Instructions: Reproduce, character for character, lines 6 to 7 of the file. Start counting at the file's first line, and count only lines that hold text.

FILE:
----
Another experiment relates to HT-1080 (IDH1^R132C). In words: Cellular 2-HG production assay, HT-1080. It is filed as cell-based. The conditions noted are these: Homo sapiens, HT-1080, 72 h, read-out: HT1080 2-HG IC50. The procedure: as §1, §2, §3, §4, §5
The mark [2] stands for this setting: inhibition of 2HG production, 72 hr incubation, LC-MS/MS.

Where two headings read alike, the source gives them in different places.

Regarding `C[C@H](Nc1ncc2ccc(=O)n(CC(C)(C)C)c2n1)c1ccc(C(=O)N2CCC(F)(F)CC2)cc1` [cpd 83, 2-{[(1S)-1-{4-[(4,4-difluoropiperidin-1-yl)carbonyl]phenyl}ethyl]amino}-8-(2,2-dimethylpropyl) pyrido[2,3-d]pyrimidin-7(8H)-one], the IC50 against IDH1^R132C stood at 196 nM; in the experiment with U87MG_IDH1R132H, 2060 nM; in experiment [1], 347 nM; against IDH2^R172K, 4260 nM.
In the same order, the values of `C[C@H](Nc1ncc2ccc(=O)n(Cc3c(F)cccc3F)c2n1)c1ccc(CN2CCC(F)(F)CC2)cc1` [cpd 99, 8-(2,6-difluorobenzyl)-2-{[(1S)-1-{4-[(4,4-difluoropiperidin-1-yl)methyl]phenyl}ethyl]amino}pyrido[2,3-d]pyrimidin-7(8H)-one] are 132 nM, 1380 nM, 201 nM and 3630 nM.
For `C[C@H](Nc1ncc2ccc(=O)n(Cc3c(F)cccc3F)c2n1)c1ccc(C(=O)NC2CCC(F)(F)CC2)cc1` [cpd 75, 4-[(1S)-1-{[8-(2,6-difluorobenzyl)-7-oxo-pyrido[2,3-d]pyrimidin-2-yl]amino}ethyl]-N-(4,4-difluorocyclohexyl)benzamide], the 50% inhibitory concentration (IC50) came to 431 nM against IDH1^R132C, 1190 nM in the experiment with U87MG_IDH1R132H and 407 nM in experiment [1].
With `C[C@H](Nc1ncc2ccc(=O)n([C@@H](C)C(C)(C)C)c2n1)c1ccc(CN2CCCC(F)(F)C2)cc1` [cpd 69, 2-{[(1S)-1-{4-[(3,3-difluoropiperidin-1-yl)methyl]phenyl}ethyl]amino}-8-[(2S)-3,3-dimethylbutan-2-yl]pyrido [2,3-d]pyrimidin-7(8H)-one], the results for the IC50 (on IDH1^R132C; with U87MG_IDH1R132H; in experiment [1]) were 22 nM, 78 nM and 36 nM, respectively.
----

For `C[C@H](Nc1ncc2ccc(=O)n(Cc3c(F)cccc3F)c2n1)c1ccc(C(=O)NC2CCC(F)(F)CC2)cc1` [cpd 75, 4-[(1S)-1-{[8-(2,6-difluorobenzyl)-7-oxo-pyrido[2,3-d]pyrimidin-2-yl]amino}ethyl]-N-(4,4-difluorocyclohexyl)benzamide], the 50% inhibitory concentration (IC50) came to 431 nM against IDH1^R132C, 1190 nM in the experiment with U87MG_IDH1R132H and 407 nM in experiment [1].
With `C[C@H](Nc1ncc2ccc(=O)n([C@@H](C)C(C)(C)C)c2n1)c1ccc(CN2CCCC(F)(F)C2)cc1` [cpd 69, 2-{[(1S)-1-{4-[(3,3-difluoropiperidin-1-yl)methyl]phenyl}ethyl]amino}-8-[(2S)-3,3-dimethylbutan-2-yl]pyrido [2,3-d]pyrimidin-7(8H)-one], the results for the IC50 (on IDH1^R132C; with U87MG_IDH1R132H; in experiment [1]) were 22 nM, 78 nM and 36 nM, respectively.